The Rust Belt, in particular, is slowly seeing more and more interest in models that enable worker power without traditional union representation, which is especially true in gig economy and service and frontline industry sectors that are disproportionately made up of Black and Brown workers.
While the CARES Act has provisions intended to remove costs for individuals seeking COVID tests, anyone with insurance can still be charged if the test is not recommended by their doctor. People without insurance can be charged, even with a doctor’s recommendation.
Local resources are available to connect renters and their loved ones with financial and legal support, mental health services and safe, consistent shelter. The services, websites and programs listed here can help.
I have cerebral palsy, a disorder caused by a lack of oxygen when I was born. As a student at City Connections, I’ve learned to be more independent through real-world experiences, like navigating the city and working with professional social media teams.
PublicSource asked several questions about how Pittsburgh should move forward from the COVID-19 pandemic in wide-ranging interviews between April 6-12 with the city’s four Democratic mayoral candidates. They each had a different take on when to get vaccinated, how to bring back the city’s workforce and whether to close streets to provide more outdoor seating.
Compelling personal stories
told by the people living them. I fall into this thought experiment from time to time where I imagine what it would be like if I jumped ahead in my life by exactly a year to the date. I performed this thought experiment at the end of April 2019. I was about to exit one phase of my life and enter into an indefinite period of unemployment. However, I had some plans in store, ranging from grad school to teaching overseas.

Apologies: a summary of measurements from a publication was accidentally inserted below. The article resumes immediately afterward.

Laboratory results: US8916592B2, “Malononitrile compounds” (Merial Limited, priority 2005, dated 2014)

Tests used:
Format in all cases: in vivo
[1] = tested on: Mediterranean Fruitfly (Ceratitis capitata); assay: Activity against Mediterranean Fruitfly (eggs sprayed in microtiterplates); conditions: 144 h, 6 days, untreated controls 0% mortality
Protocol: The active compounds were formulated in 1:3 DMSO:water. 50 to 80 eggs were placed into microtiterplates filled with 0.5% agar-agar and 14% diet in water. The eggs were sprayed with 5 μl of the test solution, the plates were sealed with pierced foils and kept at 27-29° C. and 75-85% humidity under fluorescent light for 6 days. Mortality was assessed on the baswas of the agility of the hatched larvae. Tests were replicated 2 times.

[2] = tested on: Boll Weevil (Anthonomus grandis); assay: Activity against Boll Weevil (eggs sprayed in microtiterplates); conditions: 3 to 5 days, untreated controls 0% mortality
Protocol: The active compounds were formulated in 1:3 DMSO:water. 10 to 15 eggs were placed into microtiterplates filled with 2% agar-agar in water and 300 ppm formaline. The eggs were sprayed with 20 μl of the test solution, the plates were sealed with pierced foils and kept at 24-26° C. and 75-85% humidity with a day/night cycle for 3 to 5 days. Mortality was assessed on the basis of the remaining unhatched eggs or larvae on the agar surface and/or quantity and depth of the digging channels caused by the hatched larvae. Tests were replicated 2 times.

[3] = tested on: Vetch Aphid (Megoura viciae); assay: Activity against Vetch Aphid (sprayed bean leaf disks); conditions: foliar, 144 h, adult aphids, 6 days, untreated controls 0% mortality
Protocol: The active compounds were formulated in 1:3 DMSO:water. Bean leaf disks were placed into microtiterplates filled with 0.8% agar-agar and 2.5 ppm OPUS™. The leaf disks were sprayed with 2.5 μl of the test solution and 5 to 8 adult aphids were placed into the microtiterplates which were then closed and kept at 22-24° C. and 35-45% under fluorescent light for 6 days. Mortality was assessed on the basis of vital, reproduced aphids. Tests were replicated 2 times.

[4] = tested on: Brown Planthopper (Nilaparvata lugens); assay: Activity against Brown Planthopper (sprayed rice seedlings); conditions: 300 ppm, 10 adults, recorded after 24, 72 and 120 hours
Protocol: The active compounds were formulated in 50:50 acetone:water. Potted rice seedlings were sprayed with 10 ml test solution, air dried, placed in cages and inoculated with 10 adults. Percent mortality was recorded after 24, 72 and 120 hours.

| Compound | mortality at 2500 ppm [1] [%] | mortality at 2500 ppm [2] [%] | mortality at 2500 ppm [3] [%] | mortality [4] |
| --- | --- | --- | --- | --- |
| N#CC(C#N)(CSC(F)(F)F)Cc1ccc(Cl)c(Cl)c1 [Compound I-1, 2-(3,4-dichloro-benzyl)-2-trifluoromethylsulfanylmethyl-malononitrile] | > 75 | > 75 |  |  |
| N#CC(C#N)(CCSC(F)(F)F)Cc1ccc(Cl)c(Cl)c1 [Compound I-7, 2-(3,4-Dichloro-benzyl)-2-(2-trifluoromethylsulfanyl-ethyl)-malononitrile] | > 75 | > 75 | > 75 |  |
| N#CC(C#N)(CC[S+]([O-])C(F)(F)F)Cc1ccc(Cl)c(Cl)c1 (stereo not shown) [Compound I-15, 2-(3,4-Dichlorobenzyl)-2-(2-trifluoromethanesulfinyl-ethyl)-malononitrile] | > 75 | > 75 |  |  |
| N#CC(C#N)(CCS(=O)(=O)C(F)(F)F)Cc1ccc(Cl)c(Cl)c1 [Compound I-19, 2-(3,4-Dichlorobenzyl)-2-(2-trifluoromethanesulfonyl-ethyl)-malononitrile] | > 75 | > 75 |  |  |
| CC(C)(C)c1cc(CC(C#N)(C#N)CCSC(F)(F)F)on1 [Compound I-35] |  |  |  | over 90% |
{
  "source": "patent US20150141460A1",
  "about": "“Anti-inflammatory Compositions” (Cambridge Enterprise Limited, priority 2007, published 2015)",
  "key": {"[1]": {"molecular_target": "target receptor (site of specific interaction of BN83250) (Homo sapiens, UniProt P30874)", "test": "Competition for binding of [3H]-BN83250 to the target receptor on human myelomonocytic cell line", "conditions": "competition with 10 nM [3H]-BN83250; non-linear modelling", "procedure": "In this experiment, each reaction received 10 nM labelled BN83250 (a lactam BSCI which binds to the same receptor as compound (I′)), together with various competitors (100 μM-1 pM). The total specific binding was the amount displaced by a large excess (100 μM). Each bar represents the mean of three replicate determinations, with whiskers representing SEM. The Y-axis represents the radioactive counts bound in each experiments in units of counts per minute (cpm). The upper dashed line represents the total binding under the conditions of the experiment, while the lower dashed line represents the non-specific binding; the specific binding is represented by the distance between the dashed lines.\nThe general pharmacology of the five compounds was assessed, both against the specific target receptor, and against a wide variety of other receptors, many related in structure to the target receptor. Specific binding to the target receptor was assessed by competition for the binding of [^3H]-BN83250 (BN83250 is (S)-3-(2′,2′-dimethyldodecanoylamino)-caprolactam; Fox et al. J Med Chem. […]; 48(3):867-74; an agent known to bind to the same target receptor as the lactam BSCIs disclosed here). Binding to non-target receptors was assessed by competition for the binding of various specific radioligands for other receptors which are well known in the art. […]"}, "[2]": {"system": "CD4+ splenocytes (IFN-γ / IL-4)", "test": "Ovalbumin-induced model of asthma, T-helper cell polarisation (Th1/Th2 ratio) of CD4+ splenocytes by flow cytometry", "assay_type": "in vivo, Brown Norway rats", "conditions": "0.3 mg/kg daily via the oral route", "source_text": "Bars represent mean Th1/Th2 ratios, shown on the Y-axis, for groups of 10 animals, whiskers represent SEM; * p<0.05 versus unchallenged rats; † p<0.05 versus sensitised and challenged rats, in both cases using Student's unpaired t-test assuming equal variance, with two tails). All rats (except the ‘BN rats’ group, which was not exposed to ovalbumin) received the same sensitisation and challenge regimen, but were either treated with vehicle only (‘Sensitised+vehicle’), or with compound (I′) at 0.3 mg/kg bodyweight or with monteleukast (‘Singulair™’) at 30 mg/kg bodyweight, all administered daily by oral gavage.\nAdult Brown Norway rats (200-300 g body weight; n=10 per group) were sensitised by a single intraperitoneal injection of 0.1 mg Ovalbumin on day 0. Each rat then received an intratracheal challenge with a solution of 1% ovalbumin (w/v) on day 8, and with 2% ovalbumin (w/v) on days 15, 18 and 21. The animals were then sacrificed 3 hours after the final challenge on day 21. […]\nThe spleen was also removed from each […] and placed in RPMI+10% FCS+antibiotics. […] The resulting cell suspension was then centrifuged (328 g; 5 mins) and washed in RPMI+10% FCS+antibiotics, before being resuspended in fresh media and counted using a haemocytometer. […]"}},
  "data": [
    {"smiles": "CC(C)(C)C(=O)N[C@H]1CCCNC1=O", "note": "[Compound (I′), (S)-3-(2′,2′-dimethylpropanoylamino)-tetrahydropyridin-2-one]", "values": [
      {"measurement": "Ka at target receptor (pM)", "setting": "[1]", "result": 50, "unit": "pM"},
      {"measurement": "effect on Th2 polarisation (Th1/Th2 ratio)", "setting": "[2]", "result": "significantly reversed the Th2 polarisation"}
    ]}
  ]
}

Navigating the COVID-19 vaccination scheduling site in Allegheny County is like taking an online final exam when none of the multiple-choice options is the right answer; a privileged few are wrecking the grading curve; and the entrance to the exam site is obscured for the poor, homeless, Black and Brown. Pennsylvania has received more than 2.7 million doses of COVID-19 vaccines but has only delivered roughly 2 million — or 73.3%. This rate is 5.5% lower than the national average. Five percent may not sound like a lot. But in this case, it is more than just the difference between Pass and Fail.
An increase to the national average (78.8%) would mean that 146,000 more Pennsylvania residents would already have received their first dose.
Health systems that prioritize people who are able to go online for hours, hunting for scarce vaccine appointments, are creating barriers for vulnerable people who often have spent most of their lives pressing their noses against the window of a healthcare system that doesn’t seem to care about them.
The COVID-19 vaccine rollout in Allegheny County — like in most communities across the country — has been fraught with obstacles that make getting the vaccine harder for those at most risk of serious illness and death from the virus.